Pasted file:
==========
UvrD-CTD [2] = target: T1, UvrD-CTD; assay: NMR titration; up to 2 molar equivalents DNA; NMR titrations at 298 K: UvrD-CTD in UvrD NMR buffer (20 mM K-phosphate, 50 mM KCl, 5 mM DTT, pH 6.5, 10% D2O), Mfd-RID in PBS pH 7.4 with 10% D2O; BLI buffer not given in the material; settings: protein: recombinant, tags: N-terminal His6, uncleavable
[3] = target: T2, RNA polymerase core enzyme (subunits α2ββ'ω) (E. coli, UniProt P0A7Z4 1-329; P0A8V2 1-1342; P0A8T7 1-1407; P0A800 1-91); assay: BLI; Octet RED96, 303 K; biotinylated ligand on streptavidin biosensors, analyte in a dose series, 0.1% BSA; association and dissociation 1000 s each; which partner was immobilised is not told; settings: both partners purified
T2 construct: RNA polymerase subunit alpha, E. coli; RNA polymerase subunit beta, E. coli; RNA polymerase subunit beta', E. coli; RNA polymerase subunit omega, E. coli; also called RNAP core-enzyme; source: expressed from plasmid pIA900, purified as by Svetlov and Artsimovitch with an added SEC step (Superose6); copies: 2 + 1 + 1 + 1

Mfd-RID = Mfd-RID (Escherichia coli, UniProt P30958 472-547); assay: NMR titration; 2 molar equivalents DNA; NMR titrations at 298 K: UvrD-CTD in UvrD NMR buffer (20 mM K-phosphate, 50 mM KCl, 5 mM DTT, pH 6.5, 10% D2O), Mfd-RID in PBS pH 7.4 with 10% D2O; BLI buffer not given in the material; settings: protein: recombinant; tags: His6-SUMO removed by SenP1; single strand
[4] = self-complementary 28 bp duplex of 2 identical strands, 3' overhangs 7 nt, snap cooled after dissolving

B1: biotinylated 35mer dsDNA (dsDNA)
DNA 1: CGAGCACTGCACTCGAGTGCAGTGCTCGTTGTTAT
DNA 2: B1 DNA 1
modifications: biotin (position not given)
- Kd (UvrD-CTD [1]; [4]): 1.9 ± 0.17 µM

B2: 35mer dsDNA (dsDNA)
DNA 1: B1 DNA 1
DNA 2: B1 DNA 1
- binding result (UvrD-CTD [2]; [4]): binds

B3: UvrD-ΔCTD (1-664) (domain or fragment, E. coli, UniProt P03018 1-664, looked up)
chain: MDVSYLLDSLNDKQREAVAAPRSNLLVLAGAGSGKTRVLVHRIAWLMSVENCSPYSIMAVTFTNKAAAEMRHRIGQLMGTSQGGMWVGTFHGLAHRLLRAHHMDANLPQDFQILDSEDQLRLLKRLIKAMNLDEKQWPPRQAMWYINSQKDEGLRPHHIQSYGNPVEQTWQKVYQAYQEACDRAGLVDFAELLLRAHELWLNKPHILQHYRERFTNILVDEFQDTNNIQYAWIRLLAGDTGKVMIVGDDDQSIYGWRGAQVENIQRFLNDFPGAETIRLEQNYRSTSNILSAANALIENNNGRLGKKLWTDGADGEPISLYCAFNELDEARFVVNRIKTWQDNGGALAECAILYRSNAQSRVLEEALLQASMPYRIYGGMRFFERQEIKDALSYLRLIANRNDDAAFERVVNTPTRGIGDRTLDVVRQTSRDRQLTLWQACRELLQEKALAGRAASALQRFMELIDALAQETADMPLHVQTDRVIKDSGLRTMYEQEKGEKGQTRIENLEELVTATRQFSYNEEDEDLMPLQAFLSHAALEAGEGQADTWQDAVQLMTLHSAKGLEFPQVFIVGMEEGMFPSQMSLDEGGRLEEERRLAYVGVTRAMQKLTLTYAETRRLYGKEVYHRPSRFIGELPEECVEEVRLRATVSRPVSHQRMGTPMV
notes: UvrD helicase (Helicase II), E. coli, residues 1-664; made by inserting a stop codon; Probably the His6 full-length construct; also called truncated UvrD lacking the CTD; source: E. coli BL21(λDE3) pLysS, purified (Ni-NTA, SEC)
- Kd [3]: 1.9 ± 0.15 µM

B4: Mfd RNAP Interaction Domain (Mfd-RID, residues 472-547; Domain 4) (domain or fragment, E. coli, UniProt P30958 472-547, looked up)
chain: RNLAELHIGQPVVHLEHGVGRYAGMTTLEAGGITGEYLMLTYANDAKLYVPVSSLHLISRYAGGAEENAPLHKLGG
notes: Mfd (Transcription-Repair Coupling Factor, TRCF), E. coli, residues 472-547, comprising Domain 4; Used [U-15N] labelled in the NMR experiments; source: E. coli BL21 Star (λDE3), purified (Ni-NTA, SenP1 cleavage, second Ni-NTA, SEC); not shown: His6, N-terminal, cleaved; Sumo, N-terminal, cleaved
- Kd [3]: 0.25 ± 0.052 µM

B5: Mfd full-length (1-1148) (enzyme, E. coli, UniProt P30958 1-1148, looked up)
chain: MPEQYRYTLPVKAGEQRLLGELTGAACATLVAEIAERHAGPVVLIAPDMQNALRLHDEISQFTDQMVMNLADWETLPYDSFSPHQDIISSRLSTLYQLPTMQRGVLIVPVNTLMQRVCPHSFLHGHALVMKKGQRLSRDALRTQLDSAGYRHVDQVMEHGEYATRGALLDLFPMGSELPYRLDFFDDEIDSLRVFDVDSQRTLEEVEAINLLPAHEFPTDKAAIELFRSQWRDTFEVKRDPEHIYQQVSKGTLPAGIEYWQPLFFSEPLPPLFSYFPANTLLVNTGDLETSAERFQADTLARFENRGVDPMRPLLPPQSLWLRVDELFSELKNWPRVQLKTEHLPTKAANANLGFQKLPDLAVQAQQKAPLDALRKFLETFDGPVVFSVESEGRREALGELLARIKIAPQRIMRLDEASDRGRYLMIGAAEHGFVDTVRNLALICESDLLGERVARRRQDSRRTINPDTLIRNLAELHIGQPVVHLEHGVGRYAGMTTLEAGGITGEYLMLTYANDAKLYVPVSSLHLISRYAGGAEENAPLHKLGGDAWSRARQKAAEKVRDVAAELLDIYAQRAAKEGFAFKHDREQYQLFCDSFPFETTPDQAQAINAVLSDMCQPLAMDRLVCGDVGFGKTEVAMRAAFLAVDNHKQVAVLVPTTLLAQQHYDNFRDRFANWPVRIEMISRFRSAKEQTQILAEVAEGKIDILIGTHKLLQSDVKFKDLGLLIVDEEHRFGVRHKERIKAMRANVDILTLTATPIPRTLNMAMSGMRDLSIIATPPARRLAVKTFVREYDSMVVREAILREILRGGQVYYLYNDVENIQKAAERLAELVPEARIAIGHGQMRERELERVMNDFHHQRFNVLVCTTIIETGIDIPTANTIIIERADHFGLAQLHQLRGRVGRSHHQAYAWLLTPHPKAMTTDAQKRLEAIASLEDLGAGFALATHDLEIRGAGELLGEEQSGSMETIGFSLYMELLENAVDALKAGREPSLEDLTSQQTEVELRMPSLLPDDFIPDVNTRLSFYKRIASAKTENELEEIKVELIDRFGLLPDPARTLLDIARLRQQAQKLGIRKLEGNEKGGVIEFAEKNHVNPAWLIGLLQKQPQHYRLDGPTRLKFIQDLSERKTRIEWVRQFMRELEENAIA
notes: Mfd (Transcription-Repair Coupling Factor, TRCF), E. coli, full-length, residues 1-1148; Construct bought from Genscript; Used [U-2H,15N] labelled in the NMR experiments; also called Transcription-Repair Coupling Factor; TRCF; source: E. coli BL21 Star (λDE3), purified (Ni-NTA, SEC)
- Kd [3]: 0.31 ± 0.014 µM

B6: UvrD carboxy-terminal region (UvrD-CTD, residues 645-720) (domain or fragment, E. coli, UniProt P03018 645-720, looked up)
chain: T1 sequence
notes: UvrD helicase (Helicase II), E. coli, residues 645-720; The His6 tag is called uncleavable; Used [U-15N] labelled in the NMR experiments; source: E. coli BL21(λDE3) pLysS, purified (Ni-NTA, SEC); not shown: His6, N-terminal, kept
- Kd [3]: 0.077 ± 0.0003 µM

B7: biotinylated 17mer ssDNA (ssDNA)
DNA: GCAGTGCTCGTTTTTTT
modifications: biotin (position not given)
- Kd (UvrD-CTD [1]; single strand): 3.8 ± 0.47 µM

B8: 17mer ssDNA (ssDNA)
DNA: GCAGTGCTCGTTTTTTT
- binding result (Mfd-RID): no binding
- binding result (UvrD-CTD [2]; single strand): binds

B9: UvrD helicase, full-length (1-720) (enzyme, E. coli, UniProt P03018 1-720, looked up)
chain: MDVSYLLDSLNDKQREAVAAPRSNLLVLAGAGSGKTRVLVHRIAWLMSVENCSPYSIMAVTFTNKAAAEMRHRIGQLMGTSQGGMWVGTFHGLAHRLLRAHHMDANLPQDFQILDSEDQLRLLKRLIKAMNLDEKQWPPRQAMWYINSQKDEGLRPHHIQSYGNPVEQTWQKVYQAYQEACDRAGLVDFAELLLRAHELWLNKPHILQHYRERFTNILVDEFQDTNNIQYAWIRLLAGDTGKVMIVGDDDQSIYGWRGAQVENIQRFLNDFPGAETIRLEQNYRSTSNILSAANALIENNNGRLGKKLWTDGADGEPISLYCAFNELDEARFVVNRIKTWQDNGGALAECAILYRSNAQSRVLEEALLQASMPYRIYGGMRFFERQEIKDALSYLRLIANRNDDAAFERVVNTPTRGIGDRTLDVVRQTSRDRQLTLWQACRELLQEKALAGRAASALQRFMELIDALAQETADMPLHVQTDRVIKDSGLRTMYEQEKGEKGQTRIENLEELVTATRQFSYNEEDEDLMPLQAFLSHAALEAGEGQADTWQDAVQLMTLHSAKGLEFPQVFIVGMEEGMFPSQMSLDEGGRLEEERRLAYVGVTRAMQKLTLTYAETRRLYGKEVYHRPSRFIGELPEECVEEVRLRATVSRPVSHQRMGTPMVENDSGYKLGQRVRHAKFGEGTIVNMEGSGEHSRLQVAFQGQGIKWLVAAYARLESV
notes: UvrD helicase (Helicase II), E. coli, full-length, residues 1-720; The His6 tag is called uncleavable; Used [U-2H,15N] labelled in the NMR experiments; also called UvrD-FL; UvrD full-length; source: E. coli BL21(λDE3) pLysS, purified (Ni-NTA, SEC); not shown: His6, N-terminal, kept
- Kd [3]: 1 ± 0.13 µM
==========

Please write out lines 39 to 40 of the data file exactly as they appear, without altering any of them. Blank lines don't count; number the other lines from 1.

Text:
B9: UvrD helicase, full-length (1-720) (enzyme, E. coli, UniProt P03018 1-720, looked up)
chain: MDVSYLLDSLNDKQREAVAAPRSNLLVLAGAGSGKTRVLVHRIAWLMSVENCSPYSIMAVTFTNKAAAEMRHRIGQLMGTSQGGMWVGTFHGLAHRLLRAHHMDANLPQDFQILDSEDQLRLLKRLIKAMNLDEKQWPPRQAMWYINSQKDEGLRPHHIQSYGNPVEQTWQKVYQAYQEACDRAGLVDFAELLLRAHELWLNKPHILQHYRERFTNILVDEFQDTNNIQYAWIRLLAGDTGKVMIVGDDDQSIYGWRGAQVENIQRFLNDFPGAETIRLEQNYRSTSNILSAANALIENNNGRLGKKLWTDGADGEPISLYCAFNELDEARFVVNRIKTWQDNGGALAECAILYRSNAQSRVLEEALLQASMPYRIYGGMRFFERQEIKDALSYLRLIANRNDDAAFERVVNTPTRGIGDRTLDVVRQTSRDRQLTLWQACRELLQEKALAGRAASALQRFMELIDALAQETADMPLHVQTDRVIKDSGLRTMYEQEKGEKGQTRIENLEELVTATRQFSYNEEDEDLMPLQAFLSHAALEAGEGQADTWQDAVQLMTLHSAKGLEFPQVFIVGMEEGMFPSQMSLDEGGRLEEERRLAYVGVTRAMQKLTLTYAETRRLYGKEVYHRPSRFIGELPEECVEEVRLRATVSRPVSHQRMGTPMVENDSGYKLGQRVRHAKFGEGTIVNMEGSGEHSRLQVAFQGQGIKWLVAAYARLESV